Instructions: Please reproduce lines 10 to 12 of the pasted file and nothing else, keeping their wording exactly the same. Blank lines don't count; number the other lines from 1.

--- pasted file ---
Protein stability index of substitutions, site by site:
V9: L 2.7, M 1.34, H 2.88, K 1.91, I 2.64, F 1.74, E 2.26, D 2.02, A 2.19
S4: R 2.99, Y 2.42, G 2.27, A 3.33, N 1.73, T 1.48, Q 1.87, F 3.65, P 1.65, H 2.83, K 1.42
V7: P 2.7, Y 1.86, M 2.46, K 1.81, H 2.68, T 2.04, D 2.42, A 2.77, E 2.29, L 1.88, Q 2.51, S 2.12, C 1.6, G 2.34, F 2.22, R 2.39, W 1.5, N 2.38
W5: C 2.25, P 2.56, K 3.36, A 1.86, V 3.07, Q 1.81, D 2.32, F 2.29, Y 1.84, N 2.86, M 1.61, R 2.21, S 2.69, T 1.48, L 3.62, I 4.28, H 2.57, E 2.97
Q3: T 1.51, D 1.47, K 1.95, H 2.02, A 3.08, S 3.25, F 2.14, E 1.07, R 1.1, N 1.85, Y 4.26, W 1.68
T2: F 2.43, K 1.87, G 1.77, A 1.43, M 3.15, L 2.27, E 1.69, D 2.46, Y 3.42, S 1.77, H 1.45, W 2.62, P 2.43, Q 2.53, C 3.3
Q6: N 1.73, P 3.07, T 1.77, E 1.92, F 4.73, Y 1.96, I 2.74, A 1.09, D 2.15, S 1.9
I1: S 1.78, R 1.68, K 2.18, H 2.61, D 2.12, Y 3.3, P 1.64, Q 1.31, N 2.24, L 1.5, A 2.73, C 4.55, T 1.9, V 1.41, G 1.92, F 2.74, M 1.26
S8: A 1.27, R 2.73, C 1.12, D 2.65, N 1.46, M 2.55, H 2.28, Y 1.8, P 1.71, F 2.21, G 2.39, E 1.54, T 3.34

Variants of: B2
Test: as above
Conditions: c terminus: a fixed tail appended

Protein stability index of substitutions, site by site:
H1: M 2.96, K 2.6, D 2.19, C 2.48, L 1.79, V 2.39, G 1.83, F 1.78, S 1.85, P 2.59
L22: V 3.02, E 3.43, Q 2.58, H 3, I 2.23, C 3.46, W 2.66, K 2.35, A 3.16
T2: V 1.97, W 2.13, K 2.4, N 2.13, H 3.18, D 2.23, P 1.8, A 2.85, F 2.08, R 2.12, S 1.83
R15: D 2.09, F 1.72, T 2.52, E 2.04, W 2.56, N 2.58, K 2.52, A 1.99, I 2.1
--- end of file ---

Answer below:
S8: A 1.27, R 2.73, C 1.12, D 2.65, N 1.46, M 2.55, H 2.28, Y 1.8, P 1.71, F 2.21, G 2.39, E 1.54, T 3.34

Variants of: B2
Test: as above